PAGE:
Before embarking on your alpine holiday, consider this advice regarding knee injury and snow safety from an experienced orthopaedic surgeon and skier.
Common knee problems seen in younger patients include acute injuries such as ligament tears (especially the anterior cruciate ligament), meniscal tears and cartilage injury. These conditions may also affect active older athletes, whose joints may be showing signs of early degenerative change.
When to seek medical care
- When an acute injury does not resolve after RICE (rest, ice, compression, elevation)
- When symptoms such as pain, locking and instability (of any joint) interfere with everyday and sports activities
- When planning to take part in a new sport (e.g. skiing, snowboarding) or increase activity intensity (e.g. taking part in a half-marathon)
Old injuries should be screened and evaluated so as to prevent them from getting worse and to manage symptoms.
Assessment and treatment
The patient is assessed as a whole as they list their concerns regarding the injury. The severity of the condition is evaluated based on:
- A detailed history of the injury
- How it is affecting the patient’s life, work and sporting activities
- A thorough clinical examination of the body
- Relevant imaging techniques such as an MRI scan
Non-surgical treatment options (medications, intraarticular injections, physiotherapy) can help. A range of surgical treatments — including meniscal repair, ligament and cartilage reconstruction techniques, which may be performed as day surgery — are also available depending on the type of injury.
Preventing knee injury
Here are ways to reduce the risk of injury:
- Seek advice if you are experiencing knee pain or symptoms that prevent you from playing sports and disrupt your quality of life
- Wear well-fitting footwear to maintain correct leg alignment and balance
- Before starting any exercise, spend at least 10 minutes to warm up (e.g. a low-intensity exercise followed by stretching)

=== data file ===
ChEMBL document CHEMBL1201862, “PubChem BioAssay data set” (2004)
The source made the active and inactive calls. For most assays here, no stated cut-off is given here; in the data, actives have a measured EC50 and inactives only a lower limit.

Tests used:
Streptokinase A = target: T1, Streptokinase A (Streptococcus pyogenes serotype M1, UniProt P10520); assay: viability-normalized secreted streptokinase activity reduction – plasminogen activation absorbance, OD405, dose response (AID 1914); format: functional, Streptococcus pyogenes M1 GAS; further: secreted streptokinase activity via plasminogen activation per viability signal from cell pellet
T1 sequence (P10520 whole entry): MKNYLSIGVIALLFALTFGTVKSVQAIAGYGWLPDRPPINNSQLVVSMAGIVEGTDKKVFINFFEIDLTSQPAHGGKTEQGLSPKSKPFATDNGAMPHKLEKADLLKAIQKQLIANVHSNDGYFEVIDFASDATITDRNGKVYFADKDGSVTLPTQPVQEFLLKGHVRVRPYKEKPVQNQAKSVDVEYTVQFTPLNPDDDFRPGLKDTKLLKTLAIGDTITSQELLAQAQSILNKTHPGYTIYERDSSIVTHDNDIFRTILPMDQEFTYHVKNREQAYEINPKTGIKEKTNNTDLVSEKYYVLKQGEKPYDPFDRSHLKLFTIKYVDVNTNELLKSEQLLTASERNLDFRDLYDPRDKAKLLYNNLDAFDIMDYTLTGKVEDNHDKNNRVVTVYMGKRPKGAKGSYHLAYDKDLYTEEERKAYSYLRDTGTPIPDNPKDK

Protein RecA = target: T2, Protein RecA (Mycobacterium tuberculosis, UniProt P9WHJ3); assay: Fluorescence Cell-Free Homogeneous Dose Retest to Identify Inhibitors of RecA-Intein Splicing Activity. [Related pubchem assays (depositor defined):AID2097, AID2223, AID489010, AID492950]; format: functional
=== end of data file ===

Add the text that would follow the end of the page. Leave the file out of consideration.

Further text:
- At the gym, opt for the rowing machine or cross-country skiing machine; both allow a strong workout with low impact to the knees
- Outside the gym, go swimming or cycling instead of running
- Adopt a sport-specific supervised training programme, which will help strengthen leg muscles and improve core stability
- Avoid sudden changes in exercise intensity; build up intensity and duration of exercise gradually
- Maintain a weight appropriate for your size and age. Extra weight places additional strain on your joints and increases your risk of developing osteoarthritis later in life
- Eat a healthy diet according to your physical activity level and demands of your body; the recommended daily amount is at least six portions of fruit and vegetable
- When starting a new sport or activity, always make sure you receive instructions on correct techniques and that your equipment is fitted by a professional
Preparing for the snow season
Ideally, you should start exercising six to eight weeks before your snow holiday, focusing on leg and core strength, flexibility and endurance. If you have pre-existing injuries, consult a doctor with a sports medicine background on a regimen that is suitable for you.
On the slopes, proper instruction and well-fitted equipment is vital. Beginners should enrol in classes to learn good techniques, including how to control their speed and to stop safely. Learning how to get on and off a lift safely is essential.
Equipment should be fitted by a professional. Skiers using incorrectly adjusted skis and bindings are more likely to suffer injury. An incorrect DIN setting (which controls how easily the bindings snap open when you fall) is dangerous. When hiring skis, know your weight and be honest about your ability. Wearing a helmet can greatly reduce the risk of head injuries. In terrain parks, wrist guards and pads for elbows and knees are recommended.
Most injuries occur at the end of the day, after a heavy meal and when fatigue sets in. Drink plenty of water throughout the day and stop to rest at regular intervals. It may be worth taking a break on the third day of your trip to allow tired muscles to recover. When unsupervised, stick to the gentler slopes or those that suit your ability. It is also important to follow safety signs and warnings.
Aim to stay in control at all times. Remember that people ahead of you have the right of way — when starting a downhill run or merging with another slope, you should check for oncoming uphill skiers and yield accordingly. Always stop in a safe place for you and others. Following this advice should ensure that you have a safe and enjoyable snow holiday.